For me it was hard to surround myself with people who were also like-minded in that they also wanted to eat healthy. It was college, not a lot of college students are concerned about healthy eating in my opinion. But when I did find those types of people, whether it was just one person or three people, I tried to make most of time to hang around them more, than others who weren’t ‘health-minded’.

    I hope that made sense.

    thanks again for the useful info! Definitely worth remembering.


  8. Hey Brandon!

    I hinted a little about this in the first point of the follow up post to this post, 10 Fit Tips to Battle College Weight Gain, but you’re 100% right. We are who we hang around rings true far beyond the bounds of fitness, and can probably be extended into every single area of our lives. When you surround yourself with positive, successful people, you just have an increased propensity to emulate their behaviors.

    Of course the opposite is also true. Fat out of shape people tend to have fat out of shape friends, and dogs, and cats, etc…Does this mean you should cut ties with anyone who won’t workout? Not necessarily, but it’s important to at least notice the way being around the various people in your life makes you feel.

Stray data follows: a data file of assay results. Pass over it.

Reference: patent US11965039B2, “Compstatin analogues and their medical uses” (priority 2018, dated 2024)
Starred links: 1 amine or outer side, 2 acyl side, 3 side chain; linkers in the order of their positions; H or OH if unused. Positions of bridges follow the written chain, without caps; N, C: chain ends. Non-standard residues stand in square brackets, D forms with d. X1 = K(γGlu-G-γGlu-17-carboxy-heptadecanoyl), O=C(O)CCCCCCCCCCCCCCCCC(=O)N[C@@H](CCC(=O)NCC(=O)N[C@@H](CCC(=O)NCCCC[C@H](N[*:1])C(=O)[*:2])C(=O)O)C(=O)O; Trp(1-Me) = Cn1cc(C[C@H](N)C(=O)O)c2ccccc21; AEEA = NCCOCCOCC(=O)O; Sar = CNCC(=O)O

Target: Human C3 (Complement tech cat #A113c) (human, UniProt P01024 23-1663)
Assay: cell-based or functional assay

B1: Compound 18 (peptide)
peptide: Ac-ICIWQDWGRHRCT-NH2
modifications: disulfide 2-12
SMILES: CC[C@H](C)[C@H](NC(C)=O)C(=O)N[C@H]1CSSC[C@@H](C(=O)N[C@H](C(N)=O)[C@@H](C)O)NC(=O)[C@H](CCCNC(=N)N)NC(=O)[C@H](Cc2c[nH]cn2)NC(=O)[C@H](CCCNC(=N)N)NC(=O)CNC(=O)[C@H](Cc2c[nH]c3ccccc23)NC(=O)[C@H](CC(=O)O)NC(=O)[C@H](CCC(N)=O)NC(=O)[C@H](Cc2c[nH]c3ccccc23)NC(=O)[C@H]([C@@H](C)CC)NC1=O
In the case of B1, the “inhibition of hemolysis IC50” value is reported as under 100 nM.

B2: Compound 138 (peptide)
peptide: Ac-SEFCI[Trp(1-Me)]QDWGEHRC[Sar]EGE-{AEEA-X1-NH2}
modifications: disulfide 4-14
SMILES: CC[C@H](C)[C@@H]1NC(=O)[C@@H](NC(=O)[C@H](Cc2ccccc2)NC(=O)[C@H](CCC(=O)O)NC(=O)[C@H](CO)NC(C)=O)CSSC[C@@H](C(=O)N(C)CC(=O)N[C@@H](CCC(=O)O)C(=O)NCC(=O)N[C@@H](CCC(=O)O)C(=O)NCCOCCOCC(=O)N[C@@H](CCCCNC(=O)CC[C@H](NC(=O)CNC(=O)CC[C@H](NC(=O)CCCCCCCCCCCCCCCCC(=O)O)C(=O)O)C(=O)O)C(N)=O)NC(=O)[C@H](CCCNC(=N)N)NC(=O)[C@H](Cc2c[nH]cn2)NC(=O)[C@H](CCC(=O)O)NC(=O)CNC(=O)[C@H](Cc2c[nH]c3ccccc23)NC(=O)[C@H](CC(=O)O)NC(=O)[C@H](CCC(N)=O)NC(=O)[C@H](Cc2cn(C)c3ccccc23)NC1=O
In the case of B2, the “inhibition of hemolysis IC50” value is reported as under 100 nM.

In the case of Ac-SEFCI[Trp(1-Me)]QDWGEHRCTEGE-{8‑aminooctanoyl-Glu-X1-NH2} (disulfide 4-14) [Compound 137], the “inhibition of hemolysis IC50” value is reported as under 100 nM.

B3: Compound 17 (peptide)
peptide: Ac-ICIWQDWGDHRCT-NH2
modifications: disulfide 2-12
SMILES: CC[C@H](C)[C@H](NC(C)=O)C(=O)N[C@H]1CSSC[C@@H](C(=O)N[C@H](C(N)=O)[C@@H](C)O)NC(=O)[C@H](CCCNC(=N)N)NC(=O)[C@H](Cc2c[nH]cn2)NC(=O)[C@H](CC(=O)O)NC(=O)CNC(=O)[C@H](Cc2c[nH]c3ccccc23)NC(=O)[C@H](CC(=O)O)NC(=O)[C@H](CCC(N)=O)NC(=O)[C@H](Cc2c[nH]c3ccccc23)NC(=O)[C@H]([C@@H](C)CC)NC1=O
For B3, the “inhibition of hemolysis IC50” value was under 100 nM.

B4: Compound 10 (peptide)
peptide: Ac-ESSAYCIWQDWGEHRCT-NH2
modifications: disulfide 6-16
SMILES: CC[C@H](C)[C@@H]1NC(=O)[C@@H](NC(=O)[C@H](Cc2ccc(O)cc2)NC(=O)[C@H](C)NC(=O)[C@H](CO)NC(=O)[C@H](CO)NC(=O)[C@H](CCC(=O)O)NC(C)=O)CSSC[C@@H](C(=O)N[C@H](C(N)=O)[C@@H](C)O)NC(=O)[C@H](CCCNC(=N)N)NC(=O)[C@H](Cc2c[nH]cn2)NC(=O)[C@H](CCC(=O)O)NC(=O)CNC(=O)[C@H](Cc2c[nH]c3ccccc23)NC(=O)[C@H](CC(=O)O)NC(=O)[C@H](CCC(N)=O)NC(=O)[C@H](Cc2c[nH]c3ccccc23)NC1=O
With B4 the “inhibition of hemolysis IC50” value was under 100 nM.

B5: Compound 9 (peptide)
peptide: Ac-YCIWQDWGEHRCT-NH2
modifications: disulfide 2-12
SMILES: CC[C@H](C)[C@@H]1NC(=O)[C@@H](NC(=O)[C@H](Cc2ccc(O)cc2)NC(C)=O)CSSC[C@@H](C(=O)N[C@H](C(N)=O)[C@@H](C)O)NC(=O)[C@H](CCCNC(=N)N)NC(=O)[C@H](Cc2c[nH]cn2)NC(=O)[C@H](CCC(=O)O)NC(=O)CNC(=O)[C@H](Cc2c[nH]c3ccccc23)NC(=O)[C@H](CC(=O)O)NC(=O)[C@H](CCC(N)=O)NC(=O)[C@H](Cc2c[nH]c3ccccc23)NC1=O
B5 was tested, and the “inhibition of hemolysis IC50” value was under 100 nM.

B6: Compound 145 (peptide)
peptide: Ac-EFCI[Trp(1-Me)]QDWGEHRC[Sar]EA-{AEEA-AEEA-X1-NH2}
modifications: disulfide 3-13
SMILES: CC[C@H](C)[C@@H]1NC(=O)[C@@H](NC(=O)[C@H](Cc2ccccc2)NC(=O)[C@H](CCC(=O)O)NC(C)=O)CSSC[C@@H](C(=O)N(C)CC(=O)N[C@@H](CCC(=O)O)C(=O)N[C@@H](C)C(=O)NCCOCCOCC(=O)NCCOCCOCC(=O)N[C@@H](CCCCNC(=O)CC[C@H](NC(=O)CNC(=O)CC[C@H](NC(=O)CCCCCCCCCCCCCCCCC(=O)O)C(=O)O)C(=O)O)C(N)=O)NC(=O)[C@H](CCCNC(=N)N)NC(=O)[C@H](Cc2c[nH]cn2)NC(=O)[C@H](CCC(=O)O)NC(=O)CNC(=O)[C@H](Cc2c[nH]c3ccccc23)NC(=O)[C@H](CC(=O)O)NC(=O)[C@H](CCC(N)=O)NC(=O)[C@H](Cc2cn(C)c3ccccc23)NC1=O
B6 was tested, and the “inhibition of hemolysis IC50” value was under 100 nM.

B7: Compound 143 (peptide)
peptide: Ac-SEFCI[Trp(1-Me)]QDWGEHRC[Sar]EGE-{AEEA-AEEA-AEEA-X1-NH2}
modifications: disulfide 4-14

People used to say that we befriend people who are like us, but several studies have said this idea is FALSE. They indicate that we tend to befriend people who engage in similar activities.

    Thanks again for stopping by, and come back any time.


  9. Hey,
    Students are often broke, but that doesn’t mean that one cannot afford healthy food. More expensive food isn’t necessarily more healthy food! It is important to eat healthy, because unhealthy food leads to obesity and other healthy problems. My favourite food (when I was studying) was cottage cheese with cinnamon and mixed with pieces of apples and some raisins. You should try it sometimes – it is healthy and light, full of proteins and it gives you some energy. I even wrote an article about it, take a look.
    Also, be sure to exercise a lot so that you stay in shape. But the most important factor is food! Imagine food as bricks. With bricks you can build a nice house, but you have to do some physical work in order to do that 😉 Hope you get me 😉
    Regards, Tej